DNA register ‘labels children as criminals’

Campaigners condemn laws that have put 1.5 million juvenilies on a database

Jamie Doward

Nearly 1.5 million 10 to 18-year-olds will have been entered on the national DNA database by this time next year, sparking claims that Britain’s youths are being criminalised and disproportionately ‘targeted’.

Campaign group Action on Rights for Children (Arch) says ‘no other country in Europe criminalises children at such a young age; no other country in the world has such an extensive database’.

Changes to the law have meant police can arrest anyone over the age of 10 on suspicion of committing a ‘recordable’ offence – which includes even minor crimes – and place their details on the register. But the government has been reluctant to discuss the issue of minors, confirming last year only that the profiles of some 358,012 children are currently on the register.

But campaign groups claim that this figure masks the bigger picture. A close analysis of the register by Arch and the pressure group Genewatch reveals the profiles of more than 1.1 million young people aged 10 to 18 have been added between 1995, when the database started, and April last year. Of these, they calculate 521,901 were aged 10 to 16 and 604,590 were between 16 and 18. When the youths become adults they are reclassified, resulting in a much lower number of minors being recorded.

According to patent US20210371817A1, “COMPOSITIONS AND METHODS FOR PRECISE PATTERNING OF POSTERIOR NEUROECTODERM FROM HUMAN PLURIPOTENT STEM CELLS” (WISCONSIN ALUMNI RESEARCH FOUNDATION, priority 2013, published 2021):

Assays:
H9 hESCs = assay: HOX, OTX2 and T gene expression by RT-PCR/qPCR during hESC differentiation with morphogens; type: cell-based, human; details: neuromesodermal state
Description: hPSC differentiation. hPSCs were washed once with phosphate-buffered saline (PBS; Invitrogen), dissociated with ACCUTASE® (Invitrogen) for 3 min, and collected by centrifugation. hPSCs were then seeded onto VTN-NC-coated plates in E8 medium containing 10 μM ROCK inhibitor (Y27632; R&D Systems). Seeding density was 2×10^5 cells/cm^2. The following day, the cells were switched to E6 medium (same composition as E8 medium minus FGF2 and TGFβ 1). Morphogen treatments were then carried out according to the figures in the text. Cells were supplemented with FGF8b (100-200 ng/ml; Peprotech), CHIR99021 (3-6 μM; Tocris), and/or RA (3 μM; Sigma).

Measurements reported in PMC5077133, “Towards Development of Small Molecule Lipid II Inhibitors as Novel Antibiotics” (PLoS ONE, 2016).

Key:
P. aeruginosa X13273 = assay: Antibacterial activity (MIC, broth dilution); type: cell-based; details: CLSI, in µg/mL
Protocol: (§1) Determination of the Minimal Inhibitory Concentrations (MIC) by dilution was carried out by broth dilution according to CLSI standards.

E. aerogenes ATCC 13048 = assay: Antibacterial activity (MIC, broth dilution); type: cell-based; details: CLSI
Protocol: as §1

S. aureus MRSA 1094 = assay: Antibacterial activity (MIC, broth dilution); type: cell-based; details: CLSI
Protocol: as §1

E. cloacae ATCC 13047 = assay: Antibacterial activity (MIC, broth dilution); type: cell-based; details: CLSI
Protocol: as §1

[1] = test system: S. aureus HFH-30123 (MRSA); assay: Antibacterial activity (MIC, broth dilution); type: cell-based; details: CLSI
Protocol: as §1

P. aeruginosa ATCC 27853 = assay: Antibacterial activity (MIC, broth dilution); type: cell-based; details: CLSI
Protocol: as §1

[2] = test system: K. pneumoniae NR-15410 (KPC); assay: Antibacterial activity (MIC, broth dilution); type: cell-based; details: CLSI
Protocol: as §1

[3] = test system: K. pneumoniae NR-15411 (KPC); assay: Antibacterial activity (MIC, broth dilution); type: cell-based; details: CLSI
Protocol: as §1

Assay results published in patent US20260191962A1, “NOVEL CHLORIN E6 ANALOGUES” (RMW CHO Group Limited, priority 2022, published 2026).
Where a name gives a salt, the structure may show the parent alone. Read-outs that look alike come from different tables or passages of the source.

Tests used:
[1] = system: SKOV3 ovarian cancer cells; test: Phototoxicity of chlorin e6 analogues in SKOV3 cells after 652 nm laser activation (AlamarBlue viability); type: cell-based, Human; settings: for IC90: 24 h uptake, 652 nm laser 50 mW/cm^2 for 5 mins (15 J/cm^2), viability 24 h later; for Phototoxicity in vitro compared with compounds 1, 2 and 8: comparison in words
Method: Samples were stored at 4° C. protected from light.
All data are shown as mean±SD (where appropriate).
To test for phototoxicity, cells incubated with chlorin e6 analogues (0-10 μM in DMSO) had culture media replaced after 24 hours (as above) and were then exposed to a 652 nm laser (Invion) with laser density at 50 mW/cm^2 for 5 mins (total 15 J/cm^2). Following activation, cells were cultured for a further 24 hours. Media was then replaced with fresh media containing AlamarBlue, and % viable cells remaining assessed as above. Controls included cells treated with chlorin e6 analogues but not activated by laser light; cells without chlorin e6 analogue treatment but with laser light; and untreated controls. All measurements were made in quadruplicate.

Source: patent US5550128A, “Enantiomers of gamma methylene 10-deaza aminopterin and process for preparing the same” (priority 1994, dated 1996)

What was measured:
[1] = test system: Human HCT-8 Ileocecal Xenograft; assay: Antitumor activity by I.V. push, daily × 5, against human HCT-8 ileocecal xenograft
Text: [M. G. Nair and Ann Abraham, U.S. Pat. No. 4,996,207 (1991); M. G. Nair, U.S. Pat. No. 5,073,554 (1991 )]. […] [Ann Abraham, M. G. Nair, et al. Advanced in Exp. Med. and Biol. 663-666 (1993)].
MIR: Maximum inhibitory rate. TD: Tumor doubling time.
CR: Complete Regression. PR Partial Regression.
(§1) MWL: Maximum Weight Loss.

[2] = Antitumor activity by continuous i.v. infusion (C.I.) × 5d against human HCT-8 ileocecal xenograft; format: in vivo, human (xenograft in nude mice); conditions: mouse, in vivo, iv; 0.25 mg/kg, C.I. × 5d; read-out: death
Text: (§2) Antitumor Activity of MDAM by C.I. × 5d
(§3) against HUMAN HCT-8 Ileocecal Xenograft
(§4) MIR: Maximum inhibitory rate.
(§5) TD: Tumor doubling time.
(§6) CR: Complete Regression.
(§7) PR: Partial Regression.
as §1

‘The Home Office has shown repeated reluctance to release figures for children on the DNA database, presumably realising how shocked the public would be,’ said Terri Dowty, director of Arch.

Given current trends, with an average 170,000 youths being added to the database every year, the number of 10- to 18-year-olds who have been recorded on the register is expected to rise to almost 1.5 million by early 2009. Figures show a significant increase in the number of children being arrested compared with adults. According to Arch, the number of children between 10 and 17 arrested between 2002 and 2006 rose by 16.4 per cent. Over the same period the number of adults arrested went up by just 6.6 per cent.

Genewatch calculates some 100,000 children on the database are ‘innocent’ in that they have not even received a caution after being arrested. It also claims that between 1995 and 2007 only 189 minors have successfully applied to have their details taken off the register.

Stephen Bain, chair of the identity testing monitoring group at the government’s Human Genetics Commission, recently wrote to the Scottish government querying whether putting more young people on the database was useful. ‘We question the evidence supporting the suggestion that expanding the database would deter young people from committing minor offences in the first place and deter young offenders from moving on to more serious criminal activities,’ the letter states.

A spokeswoman for the National Policing Improvement Agency, which oversees the register,confirmed the profiles of around a million youths had been placed on the database so far – once replications and removals had been factored in – but added: ‘The retention of a person’s DNA profile… is not a criminal record. If a young person has DNA stored on the database but does not have a conviction, this database record will not show on criminal record checks for education or employment matters.’